It's a shame that Laurette Taylor's legendary stage performance as Amanda wasn't captured on film. So many actors and actresses, from Charles Durning, Ben Gazzara, Marian Seldes and Gena Rowlands to Nanette Fabray, cite her natural acting in that as their inspiration for becoming actors.
Of the three filmed versions, I like the 1974 made-for-televison version with Katharine Hepburn, Michael Moriarty, Joanna Miles and Sam Waterston best. Moriarty and Miles deservedly won Emmys for their performances while Hepburn was nominated, deservedly losing to Cicley Tyson in The Autobiography of Miss Jane Pittman. If her Amanda seems a bit too strong, it is certainly a better portrait than that of Gertrude Lawrence in the 1950 version.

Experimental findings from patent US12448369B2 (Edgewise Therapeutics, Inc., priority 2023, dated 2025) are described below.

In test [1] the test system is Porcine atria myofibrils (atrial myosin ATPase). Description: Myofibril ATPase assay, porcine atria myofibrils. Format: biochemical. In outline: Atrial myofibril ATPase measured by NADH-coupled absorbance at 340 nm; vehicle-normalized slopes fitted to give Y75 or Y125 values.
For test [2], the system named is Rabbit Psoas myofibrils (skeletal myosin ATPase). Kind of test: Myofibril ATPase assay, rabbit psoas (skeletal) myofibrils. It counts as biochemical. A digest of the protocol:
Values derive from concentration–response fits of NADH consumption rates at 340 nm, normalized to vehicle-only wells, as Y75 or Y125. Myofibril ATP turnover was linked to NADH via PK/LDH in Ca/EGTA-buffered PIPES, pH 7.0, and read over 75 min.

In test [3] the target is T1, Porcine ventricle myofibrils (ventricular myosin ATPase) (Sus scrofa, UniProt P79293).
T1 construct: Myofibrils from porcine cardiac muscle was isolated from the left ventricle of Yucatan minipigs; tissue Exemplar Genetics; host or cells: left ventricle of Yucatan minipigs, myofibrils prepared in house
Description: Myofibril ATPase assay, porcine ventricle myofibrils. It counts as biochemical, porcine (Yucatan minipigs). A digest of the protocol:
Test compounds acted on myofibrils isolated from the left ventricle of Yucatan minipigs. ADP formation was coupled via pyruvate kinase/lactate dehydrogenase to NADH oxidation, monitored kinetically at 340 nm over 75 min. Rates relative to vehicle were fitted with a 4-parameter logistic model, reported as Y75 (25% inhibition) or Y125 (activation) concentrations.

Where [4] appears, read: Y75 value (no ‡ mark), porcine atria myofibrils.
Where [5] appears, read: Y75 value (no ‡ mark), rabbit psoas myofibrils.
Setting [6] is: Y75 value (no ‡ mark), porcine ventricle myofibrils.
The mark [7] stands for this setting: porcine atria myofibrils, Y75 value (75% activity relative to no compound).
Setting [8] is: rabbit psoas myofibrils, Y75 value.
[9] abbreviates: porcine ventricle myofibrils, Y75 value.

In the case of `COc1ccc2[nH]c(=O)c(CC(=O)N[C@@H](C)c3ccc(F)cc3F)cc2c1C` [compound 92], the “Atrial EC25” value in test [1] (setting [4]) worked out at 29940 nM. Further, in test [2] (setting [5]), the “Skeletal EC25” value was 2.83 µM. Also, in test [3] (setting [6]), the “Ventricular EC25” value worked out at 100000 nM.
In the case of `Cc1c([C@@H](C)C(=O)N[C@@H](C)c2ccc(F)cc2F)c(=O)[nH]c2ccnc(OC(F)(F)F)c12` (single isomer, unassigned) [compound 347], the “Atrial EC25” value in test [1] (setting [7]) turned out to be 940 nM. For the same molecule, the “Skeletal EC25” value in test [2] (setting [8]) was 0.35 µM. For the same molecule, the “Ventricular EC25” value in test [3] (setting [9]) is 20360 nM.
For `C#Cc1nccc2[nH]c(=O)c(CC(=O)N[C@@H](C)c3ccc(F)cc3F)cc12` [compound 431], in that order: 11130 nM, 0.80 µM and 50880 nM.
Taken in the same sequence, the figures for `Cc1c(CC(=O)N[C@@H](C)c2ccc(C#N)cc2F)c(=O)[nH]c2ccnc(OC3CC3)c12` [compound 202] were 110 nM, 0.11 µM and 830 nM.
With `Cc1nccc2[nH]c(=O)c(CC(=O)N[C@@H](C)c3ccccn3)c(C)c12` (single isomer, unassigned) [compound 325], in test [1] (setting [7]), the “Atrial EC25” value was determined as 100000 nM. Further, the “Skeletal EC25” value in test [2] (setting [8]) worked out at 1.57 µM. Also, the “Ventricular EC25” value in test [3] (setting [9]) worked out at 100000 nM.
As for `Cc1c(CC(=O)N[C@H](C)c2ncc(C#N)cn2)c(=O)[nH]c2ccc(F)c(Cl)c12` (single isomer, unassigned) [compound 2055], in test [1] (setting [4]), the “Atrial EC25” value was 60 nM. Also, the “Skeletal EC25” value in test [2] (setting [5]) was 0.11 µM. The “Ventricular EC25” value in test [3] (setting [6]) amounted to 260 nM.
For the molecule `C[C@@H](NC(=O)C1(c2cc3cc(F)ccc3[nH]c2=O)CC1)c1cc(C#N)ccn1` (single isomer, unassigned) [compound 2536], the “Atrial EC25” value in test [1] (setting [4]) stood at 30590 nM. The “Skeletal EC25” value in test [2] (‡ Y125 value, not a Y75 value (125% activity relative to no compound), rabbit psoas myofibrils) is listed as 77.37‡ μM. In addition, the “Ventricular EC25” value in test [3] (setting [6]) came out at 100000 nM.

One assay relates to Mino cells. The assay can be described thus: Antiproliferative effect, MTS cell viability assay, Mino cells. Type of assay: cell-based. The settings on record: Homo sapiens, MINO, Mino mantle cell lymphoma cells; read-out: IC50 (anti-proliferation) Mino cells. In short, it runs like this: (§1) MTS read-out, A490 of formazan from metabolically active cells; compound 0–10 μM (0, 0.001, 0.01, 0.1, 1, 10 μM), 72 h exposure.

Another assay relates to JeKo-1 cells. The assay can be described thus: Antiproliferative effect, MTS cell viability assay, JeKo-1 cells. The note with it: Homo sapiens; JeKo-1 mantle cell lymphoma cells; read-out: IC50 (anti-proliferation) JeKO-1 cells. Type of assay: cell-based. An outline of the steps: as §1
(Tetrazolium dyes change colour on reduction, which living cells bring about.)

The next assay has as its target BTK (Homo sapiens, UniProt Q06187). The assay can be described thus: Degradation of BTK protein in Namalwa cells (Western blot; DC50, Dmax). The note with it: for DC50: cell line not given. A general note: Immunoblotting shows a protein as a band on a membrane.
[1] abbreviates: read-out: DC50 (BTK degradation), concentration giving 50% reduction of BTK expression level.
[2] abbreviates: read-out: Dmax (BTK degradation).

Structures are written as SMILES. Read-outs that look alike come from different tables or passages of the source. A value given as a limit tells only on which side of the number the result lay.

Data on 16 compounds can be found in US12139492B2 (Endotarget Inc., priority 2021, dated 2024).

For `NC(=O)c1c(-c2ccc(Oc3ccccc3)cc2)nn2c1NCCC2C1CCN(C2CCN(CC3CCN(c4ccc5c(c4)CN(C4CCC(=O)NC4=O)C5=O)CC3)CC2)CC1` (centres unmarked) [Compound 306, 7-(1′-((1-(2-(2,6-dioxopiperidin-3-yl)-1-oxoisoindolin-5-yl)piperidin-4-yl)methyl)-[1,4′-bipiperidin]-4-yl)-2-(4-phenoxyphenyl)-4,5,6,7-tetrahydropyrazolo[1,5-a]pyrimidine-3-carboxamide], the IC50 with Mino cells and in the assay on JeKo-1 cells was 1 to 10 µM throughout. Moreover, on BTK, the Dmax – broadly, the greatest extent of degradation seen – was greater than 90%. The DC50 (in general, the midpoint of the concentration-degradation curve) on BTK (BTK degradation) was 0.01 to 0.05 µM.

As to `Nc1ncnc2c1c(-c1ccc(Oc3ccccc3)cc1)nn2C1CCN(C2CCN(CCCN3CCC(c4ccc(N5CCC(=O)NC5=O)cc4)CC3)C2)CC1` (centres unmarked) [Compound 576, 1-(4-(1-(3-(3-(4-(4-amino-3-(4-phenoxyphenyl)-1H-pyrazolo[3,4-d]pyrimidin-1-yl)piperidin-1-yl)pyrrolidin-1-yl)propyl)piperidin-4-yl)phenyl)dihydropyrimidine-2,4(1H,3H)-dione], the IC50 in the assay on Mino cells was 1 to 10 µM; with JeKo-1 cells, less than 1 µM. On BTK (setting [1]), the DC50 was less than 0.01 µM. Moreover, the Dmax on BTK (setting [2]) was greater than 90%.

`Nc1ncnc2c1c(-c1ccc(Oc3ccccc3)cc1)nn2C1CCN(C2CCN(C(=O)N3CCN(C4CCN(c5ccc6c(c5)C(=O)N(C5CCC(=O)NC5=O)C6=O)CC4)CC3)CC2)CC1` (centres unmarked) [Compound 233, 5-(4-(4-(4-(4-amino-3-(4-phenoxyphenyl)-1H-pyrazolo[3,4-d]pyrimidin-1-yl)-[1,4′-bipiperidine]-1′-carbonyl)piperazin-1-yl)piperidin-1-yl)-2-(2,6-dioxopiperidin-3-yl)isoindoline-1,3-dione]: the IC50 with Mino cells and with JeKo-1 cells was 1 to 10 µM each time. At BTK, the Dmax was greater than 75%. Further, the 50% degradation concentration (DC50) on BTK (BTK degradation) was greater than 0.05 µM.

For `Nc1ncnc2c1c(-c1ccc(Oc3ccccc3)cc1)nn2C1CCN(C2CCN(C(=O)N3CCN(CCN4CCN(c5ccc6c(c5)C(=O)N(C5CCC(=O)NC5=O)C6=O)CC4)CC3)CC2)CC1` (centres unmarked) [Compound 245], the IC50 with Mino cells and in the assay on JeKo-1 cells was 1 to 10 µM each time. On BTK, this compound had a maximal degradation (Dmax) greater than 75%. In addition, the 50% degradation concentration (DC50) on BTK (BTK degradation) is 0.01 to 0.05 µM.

Joanne Woodward was probably the best Amanda on film. She, Karen Allen and John Malkovich were good in the 1987 version, but by then the work itself seemed a bit old-fashioned and yet another film version a bit redundant. Still, Mancini's evocative score was one of his best, though, and certainly deserved a nomination over John Williams' The Witches of Eastwick. In order to deny Mancini, they had to nominate Wiliams twice, having also nominated him deserdly for Emprie of the Sun.
As for Woodward, though she certainly merited consideration, 1987 was an unusally strong year for actresses. The non-nominee I think most unfairly overlooked that year was Maggie Smith in The Lonely Passion of Judith Hearne.